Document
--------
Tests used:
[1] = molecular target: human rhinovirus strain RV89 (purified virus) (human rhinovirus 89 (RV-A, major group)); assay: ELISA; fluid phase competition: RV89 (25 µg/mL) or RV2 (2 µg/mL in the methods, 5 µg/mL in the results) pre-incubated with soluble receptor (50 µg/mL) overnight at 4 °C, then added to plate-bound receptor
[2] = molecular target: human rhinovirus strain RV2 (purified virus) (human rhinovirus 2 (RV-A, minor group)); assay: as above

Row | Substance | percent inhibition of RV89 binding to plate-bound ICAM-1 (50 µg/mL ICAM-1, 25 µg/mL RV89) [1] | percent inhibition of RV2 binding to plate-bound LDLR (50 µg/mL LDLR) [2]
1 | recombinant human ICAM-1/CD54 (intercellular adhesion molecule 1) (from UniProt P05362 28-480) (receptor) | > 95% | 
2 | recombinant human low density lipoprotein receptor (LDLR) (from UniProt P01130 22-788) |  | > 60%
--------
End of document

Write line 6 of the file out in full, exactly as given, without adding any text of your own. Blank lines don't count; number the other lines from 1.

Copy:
2 | recombinant human low density lipoprotein receptor (LDLR) (from UniProt P01130 22-788) |  | > 60%